The second light source 13 had the spectral characteristic shown in FIG. 10, the correlated color temperature was 7920 K, and the S/P ratio was 2.07.

Condition B5

The second light source 13 had the spectral characteristic shown in FIG. 11, the correlated color temperature was 10000 K, and the S/P ratio was 2.28.

Condition B6

The second light source 13 had the spectral characteristic shown in FIG. 12, the correlated color temperature was 12000 K, and the S/P ratio was 3.46.

Condition B7

The second light source 13 had the spectral characteristic shown in FIG. 12, the correlated color temperature was 15200 K, and the S/P ratio was 2.52.

The inventors combined a first light source 12 of one of the four conditions A1 to A4 with a second light source 13 of one of the seven conditions B1 to B7. The S/P ratio and color shift Duv for each of the combinations (twenty eight in total) were calculated (refer to FIG. 14).

As shown in FIG. 14, in each of the combinations, the color shift Duv was in the range from 20 to −20 and the S/P ratio was 1.5 or greater. In combination Nos. 1 to 4, 6, 8 to 10, 13, 15 to 18, 20, and 22 to 27, the color shift Duv was in the range from 10 to −10. Further, in combination Nos. 1 to 3, 6, 8 to 10, 13, 15 to 17, 20, 22 to 24, 27, and 28, the S/P ratio was 2.0 or greater.

An example of the operation of the lighting device 10 will now be described.

When the present of the snow cover is not detected by the snow detector 15, the activation controller 14 of the lighting device 10, which is supplied with power from the power supply PS, supplies current to and activates the first and second light sources 12 and 13. When the present of the snow cover is detected by the snow detector 15, the activation controller 14 deactivates the second light sources 13 and activates only the first light sources 12. As indicated by conditions A1 to A4, the first light sources 12 emit relatively warm light having a correlated color temperature of 4150 K or less.

The light output of the second light sources 13 when there is no snow is greater than that of the first light sources by 2.4 to 2.6 times, preferably, by 2.5 times. Here, the reflectivity of an asphalt road surface is approximately 20%, and the reflectivity of snow on a road is approximately 70%. That is, when the snow cover is present on a road, the reflectivity observed by a human is approximately 3.5 times greater than that when there is no snow on the road. Accordingly, when the snow cover is present, the second light sources 13 may be deactivated and only the first light sources 12 may be activated. In this case, the lighting device 10 would generate a light output that is approximately 1/3.5 of the light output generated when there is no snow. However, a pedestrian or the like would perceive the light as having a brightness that is about the same as that when the first and second light sources 12 and 13 are all activated under the non-snow covered condition. Taking into consideration wear and paving errors of a road, the light output of the second light sources 13 is set to be 2.4 to 2.6 times greater than the light output of the first light sources 12.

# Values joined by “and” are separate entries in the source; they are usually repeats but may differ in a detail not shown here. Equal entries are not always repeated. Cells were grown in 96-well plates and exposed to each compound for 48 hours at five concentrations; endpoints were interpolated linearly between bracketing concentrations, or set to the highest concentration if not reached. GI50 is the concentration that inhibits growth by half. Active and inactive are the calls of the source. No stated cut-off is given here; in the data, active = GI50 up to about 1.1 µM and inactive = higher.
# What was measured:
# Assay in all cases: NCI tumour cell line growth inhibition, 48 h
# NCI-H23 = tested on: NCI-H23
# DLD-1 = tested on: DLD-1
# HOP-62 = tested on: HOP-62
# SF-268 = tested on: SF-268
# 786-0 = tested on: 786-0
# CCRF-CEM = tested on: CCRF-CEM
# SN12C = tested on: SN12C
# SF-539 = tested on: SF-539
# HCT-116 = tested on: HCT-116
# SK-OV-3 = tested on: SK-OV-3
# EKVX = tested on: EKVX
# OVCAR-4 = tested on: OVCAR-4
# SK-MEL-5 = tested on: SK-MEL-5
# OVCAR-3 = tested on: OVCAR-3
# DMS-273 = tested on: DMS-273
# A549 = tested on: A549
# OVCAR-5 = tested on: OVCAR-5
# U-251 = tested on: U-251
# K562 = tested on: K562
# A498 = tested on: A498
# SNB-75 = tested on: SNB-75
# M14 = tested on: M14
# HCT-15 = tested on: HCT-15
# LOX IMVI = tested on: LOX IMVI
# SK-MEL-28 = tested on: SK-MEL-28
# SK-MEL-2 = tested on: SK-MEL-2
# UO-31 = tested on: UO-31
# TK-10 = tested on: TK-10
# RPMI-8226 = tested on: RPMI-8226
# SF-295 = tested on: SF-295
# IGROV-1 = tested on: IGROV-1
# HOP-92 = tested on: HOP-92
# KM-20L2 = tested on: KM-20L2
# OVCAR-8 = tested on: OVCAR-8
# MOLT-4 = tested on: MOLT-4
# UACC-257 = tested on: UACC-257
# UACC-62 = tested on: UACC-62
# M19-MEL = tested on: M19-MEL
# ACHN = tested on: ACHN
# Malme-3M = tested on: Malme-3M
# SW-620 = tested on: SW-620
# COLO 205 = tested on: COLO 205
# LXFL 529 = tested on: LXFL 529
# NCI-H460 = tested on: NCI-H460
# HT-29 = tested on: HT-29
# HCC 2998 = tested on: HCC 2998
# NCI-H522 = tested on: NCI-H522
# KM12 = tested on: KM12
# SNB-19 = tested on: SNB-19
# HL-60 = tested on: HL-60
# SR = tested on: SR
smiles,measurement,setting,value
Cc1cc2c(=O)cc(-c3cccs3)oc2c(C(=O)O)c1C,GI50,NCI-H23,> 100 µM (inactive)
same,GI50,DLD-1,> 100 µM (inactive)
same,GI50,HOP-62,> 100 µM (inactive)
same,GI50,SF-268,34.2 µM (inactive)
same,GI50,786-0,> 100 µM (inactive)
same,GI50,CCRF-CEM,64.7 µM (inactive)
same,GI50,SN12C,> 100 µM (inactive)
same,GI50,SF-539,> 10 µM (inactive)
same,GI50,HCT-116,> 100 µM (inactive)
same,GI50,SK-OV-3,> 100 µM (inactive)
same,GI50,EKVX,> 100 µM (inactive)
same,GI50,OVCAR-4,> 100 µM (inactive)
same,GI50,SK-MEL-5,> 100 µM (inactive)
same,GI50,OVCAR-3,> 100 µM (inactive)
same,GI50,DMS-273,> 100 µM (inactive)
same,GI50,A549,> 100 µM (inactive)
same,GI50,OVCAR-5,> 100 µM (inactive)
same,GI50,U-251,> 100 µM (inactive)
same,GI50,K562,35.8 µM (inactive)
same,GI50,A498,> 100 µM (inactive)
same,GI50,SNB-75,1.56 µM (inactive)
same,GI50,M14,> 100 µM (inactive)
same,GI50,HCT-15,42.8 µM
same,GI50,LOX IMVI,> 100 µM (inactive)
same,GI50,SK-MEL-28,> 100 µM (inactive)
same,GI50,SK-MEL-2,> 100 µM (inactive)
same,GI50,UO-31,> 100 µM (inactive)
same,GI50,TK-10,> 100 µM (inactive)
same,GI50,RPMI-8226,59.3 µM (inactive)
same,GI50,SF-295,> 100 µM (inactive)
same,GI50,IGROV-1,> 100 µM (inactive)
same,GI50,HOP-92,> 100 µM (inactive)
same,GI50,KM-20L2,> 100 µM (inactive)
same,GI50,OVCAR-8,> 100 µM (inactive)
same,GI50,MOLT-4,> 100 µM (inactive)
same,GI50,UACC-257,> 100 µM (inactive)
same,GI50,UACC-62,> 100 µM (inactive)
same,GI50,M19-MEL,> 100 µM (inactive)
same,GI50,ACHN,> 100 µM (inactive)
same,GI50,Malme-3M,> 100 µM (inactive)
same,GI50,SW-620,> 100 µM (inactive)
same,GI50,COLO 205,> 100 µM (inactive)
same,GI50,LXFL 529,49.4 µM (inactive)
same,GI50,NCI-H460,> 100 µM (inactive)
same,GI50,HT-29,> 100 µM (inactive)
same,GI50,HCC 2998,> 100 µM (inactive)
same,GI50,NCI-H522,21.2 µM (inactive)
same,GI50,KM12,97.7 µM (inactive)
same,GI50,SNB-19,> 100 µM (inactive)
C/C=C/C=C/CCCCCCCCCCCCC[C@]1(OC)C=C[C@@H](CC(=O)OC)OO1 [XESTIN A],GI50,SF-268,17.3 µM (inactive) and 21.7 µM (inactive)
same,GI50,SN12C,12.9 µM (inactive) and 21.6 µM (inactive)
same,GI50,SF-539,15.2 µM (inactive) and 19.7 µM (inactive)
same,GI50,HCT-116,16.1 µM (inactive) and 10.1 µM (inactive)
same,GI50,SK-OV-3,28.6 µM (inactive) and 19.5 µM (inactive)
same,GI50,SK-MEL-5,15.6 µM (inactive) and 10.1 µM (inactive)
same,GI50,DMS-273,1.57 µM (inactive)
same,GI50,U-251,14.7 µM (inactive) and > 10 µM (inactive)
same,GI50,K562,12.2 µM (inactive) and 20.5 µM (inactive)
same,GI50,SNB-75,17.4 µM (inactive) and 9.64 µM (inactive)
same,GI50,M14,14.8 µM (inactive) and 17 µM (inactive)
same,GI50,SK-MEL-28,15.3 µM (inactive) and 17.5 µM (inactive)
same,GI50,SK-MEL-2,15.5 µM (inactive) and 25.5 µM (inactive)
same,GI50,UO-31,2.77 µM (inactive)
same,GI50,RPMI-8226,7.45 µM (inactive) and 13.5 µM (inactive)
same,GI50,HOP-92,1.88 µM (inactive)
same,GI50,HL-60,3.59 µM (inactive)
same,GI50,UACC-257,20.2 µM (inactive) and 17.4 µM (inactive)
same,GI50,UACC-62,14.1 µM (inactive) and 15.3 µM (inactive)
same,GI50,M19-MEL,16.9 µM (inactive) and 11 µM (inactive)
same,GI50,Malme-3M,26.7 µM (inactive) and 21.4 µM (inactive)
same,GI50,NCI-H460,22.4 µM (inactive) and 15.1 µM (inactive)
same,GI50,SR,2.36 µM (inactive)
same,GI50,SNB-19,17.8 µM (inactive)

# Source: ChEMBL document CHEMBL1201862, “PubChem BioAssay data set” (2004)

The advantages of the present embodiment will now be described.

(1) The lighting device 10 includes the first light sources 12, the second light sources 13 having a higher S/P ratio than the first light sources 12, and the activation controller 14 that controls dimming of the second light sources 13 separately from the first light sources 12 at least when the snow cover is present. This allows for light having a high S/P ratio to be emitted from the first and second light sources 12 and 13 when there is no snow. Further, when the snow cover is present, dimming control is performed to deactivate the second light sources 13 that have a high S/P ratio. This allows for light having a relatively low S/P ratio to be emitted from the first light source 12. The first light sources 12 with a low S/P ratio have a lower color temperature than the second light sources 13. Accordingly, the lighting device 10 emits warm light when the snow cover is present and improves vision.

(2) The activation controller 14 controls the light output of the second light source 13 to be greater than that of the first light sources 12 when there is no snow. Compared to the reflectivity of an asphalt or concrete road surface when there is no snow (approximately 20% to 30%), the road surface reflectivity is two times or greater when the snow cover is present (approximately 70%). Thus, the light emitted when there is no snow by the lighting device 10 that activates the first and second light sources 12 and 13 may be perceived by a human as having the same brightness as the light emitted when the snow cover is present by the lighting device 10 that deactivates the second light sources 13 and activates only the first light sources 12.